Changing Places

Wladzia as a child in Poland | Connections
Wladzia as a child in Poland
Connections
In Iran in 1943 | Connections
In Iran in 1943
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In the Lebanon in 1948 | Connections
In the Lebanon in 1948
Connections
Wladzia with her family in 1959 | Connections
Wladzia with her family in 1959
Connections
Wladzia in 2011 | Connections
Wladzia in 2011
Connections

Retired Waitrose Partner Wladzia Tanska lived happily on her family farm in eastern Poland, now part of the Ukraine, until she was 10. But her world was turned upside down when Germany invaded from the west, and the Soviet Union from the east…

Through the 1940s

In February 1940 the young Wladzia Pogoda and her extended family were ordered to leave their houses at gunpoint by Soviet soldiers. In half an hour they lost everything – homes, land and, more importantly, freedom. With few possessions, they were taken to the railway station and transported in cattle wagons on a three-week journey in appalling conditions to Siberia.
After the amnesty in late 1941 they were freed, but with no money and
in extremely bad health. They were transported to Uzbekistan in wagons, a journey that took four months. Wladzia’s father joined the fledgling Polish army; and, after her mother and younger sister, Irena, fell ill with typhoid, Wladzia was placed in an orphanage.
By the time she was reunited with her mother in the Middle East, her little sister had died. Although Wladzia’s father was still in the army, she was at least with her mother and some other relatives. They went from country to country, camp to camp, ending up in Lebanon where Wladzia attended a Polish grammar school.

Arriving In England

In September 1948, after eight long years of leading a tough, lonely and nomadic life, and suffering much ill health, Wladzia arrived in the UK with her parents and two-year-old sister, Zosia, who had been born in Beirut. After a couple of months they were sent to a refugee camp in Hodgemoor, near Amersham in Buckinghamshire. Wladzia says, “I adapted very well to living there as to me it was just another camp. I had been in so many, and I was thinking that one day I would be returning to Poland.”
Hodgemoor was an army camp with army accommodation, so there were no private facilities – only communal eating and washing areas, etc. Once all the army personnel had left, around 1949-50, the buildings were refurbished and families were allocated private areas in the cold and damp huts.
Wladzia had a very basic grasp of English when she arrived in the UK – lessons were provided initially, but trailed off as the English teachers, who were ex-soldiers, left the camp. She says, “I wanted to progress my education so I took and passed an exam in English; but, as further education would have meant attending boarding school, I did not continue as
I did not want to be parted from my parents”. Soon afterwards, Wladzia went to work in a nearby factory, sewing children’s clothes (following in the footsteps of her mother, who was a professional dressmaker). “The people were very kind, and it was there that I learnt the language properly. Luckily, they didn’t teach me any bad language – that was left to my children!

Wladzia’s future husband

Wladzia’s future husband, Jan Tanski, was from western Poland, and when that area was invaded by the Germans at the beginning of the Second World War he was taken to Germany and forced to join its army. He managed to escape and was later captured by the Americans and imprisoned as a German spy. However, he was released after his Polish antecedents were checked, and he then fought with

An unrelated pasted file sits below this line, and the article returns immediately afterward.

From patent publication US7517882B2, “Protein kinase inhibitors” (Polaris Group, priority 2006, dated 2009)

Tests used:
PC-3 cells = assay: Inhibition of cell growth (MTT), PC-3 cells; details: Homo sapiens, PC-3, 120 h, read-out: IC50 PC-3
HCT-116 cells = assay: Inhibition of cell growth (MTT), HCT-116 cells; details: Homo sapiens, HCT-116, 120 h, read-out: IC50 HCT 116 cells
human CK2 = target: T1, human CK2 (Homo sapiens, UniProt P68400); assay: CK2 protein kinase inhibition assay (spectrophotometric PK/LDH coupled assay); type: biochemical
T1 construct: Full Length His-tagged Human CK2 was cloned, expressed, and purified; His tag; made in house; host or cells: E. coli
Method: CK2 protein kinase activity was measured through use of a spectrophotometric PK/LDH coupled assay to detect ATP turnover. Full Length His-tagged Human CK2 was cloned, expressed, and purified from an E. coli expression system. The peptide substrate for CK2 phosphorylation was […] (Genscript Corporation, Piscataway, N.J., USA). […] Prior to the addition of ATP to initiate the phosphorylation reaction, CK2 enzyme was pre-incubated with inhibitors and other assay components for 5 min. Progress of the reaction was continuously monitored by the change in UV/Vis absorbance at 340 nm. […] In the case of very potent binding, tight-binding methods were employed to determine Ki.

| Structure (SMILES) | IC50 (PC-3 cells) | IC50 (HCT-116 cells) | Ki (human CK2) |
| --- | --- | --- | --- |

the Allies and joined the Polish army in France. After the war he, too, arrived in the UK and went to live at Hodgemoor, where he met and married Wladzia.

Settling down

The couple had three children (two sons and a daughter) during the 10 years they lived at the camp, and when their youngest was two years old they all moved to a council house in Amersham. “This was my palace,” says Wladzia.
“The children were over the moon and couldn’t believe that they each had a bedroom upstairs! We had very basic furnishings – army cast-offs – and we didn’t have any lino on the floors for a long time, but we were no different in that respect to a lot of Polish people
who were starting again after the war. Gradually, we managed to buy bits and pieces, everything second hand.”
During this time Jan found employment at Mars. Wladzia had a few part-time jobs until she started as a full-time cashier at Waitrose Chesham, remaining with the Partnership for 23 years. Jan and Wladzia purchased their house under the 1980s ‘right to buy’ scheme, and Wladzia – now a widow – still lives there today.

Returning home

Wladzia was unable to return to her childhood home after the war as her part of Poland had been annexed to Russia and it would not have been safe to go back. She did, however, have the opportunity to return in 2005 when she visited her home village. Wladzia says, “Only a couple of
my relatives’ homes remain, one of which
was my grandparents’ house. The present occupant was very welcoming and let me go inside and move around the house, which I remembered so clearly from my childhood. It was very emotional.”
Wladzia visited Poland again in 2007 and 2008, when she met relatives she had not seen for more than 60 years. “We were children when we parted but met again as great-grandparents, and we had lots of catching up to do. It was again so very emotional to see relatives and my former home. It was sad to leave and I did feel homesick, but I was happy to return to England which has been my home for over 60 years and where my children, lovely grandsons and sweet great-grandchildren were born.”

This article is reproduced by kind permission of Sweet Charity, the UK confectionery
industry charity.

Connections March 2012

 

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